Article  Google Scholar 

  17. 17.

    Hummel W, Gröger H. Strategies for regeneration of nicotinamide coenzymes emphasizing self-sufficient closed-loop recycling systems. J Biotechnol. 2014;191:22–31.

    CAS  Article  Google Scholar 

  18. 18.

    Wu X, Kobori H, Orita I, Zhang C, Imanaka T, Xing X, Fukui T. Application of a novel thermostable NAD(P)H oxidase from hyperthermophilic archaeon for the regeneration of both NAD+ and NADP+. Biotechnol Bioeng. 2012;109:53–62.

    CAS  Article  Google Scholar 

  19. 19.

    Gao H, Li J, Sivakumar D, Kim T, Patel SKS, Kalia VC, Kim I, Zhang Y, Lee J. NADH oxidase from Lactobacillus reuteri: a versatile enzyme for oxidized cofactor regeneration. Int J Biol Micromol. 2019;123:629–36.

    CAS  Article  Google Scholar 

  20. 20.

    Li F, Zhou Q, Wei W, Gao J, Zhang Y. Switching the substrate specificity from NADH to NADPH by a single mutation of NADH oxidase from Lactobacillus rhamnosus. Int J Biol Macromol. 2019;135:328–36.

    CAS  Article  Google Scholar 

  21. 21.

    Liu S, Qi Q, Chao N, Hou J, Rao G, Xie J, Lu H, Jiang X. Overexpression of artificially fused bifunctional enzyme 4CL1-CCR: a method for production of secreted 4-hydroxycinnamaldehydes in Escherichia coli. Microb Cell Fact. 2015;14:118.

    Article  Google Scholar 

  22. 22.

    Chen K, Li K, Deng J, Zhang B, Lin J, Wei D. Carbonyl reductase identification and development of whole-cell biotransformation for highly efficient synthesis of (R)-[3,5-bis(trifluoromethyl)phenyl] ethanol. Microb Cell Fact. 2016;15:191.

    Article  Google Scholar 

  23. 23.

    Elleuche S. Bringing functions together with fusion enzymes—from nature’s inventions to biotechnological applications. Appl Microbiol Biotechnol. 2015;99:1545–56.

    CAS  Article  Google Scholar 

  24. 24.

    Zhang Y, Wang Y, Wang S, Fang B. Engineering bi-functional enzyme complex of formate dehydrogenase and leucine dehydrogenase by peptide linker mediated fusion for accelerating cofactor regeneration. Eng Life Sci. 2017;17:989–96.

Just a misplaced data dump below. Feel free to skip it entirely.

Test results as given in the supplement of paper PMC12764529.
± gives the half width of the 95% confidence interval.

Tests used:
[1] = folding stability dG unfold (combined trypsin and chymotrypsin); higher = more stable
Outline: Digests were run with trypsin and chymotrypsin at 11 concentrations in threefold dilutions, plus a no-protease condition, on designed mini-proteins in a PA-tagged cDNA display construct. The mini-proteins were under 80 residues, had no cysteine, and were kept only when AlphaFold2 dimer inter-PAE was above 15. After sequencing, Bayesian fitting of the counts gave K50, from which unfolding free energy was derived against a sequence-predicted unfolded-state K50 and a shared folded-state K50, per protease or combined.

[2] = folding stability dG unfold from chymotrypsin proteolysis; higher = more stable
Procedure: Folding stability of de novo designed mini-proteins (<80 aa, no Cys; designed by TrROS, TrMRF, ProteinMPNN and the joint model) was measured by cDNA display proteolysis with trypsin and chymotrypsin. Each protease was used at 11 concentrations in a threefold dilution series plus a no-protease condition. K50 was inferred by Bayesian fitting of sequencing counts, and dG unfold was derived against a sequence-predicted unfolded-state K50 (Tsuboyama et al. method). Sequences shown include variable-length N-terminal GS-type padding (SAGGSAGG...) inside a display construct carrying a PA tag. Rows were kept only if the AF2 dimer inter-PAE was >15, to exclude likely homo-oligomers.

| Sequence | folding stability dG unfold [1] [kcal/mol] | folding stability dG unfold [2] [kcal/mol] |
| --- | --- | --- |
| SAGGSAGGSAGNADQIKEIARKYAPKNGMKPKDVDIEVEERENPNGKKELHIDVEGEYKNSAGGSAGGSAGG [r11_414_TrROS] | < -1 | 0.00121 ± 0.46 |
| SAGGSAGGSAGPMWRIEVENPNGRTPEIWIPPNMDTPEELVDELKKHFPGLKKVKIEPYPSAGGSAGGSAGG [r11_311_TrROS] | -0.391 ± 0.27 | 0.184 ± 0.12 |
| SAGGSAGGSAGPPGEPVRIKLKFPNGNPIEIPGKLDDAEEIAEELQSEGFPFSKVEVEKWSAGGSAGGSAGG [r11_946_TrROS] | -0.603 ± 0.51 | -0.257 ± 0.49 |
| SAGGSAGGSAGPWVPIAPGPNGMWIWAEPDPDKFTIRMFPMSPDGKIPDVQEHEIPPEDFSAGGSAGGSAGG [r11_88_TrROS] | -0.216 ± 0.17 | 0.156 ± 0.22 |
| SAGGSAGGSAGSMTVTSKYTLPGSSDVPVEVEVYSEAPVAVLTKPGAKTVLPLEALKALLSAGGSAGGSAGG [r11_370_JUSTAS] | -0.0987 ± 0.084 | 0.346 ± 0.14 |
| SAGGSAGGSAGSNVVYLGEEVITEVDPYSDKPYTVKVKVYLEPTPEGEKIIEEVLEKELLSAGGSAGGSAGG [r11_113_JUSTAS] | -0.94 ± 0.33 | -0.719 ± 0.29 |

CAS  Article  Google Scholar 

  25. 25.

    Aalbers FS, Fraaije MW. Coupled reactions by coupled enzymes: alcohol to lactone cascade with alcohol dehydrogenase—cyclohexanone monooxygenase fusions. Appl Microbiol Biotechnol. 2017;101:7557–65.

    CAS  Article  Google Scholar 

  26. 26.

    Aalbers FS, Fraaije MW. Design of artificial alcohol oxidases: alcohol dehydrogenase-NADPH oxidase fusions for continuous oxidations. ChemBioChem. 2019;20:51–6.

    CAS  Article  Google Scholar 

  27. 27.

    Aalbers FS, Fraaije MW. Enzyme fusions in biocatalysis: coupling reactions by pairing enzymes. ChemBioChem. 2019;20:20–8.

    CAS  Article  Google Scholar 

  28. 28.

    Khosla C, Bailey JE. Characterization of the oxygen-dependent promoter of the Vitreoscilla hemoglobin gene in Escherichia coli. J Bacterol. 1989;171:5995–6004.

    CAS  Article  Google Scholar 

  29. 29.

    Nisar MA, Rashid N, Bashir Q, Gardner QA, Shafiq MH, Akhtar M. TK1299, a highly thermostable NAD(P)H oxidase from Thermococcus kodakaraensis exhibiting higher enzymatic activity with NADPH. J Biosci Bioeng. 2013;116:39–44.

    CAS  Article  Google Scholar 

  30. 30.

    Monti D, Ottolina G, Carrea G, Riva S. Redox reactions catalyzed by isolated enzymes. Chem Rev. 2011;111:4111–40.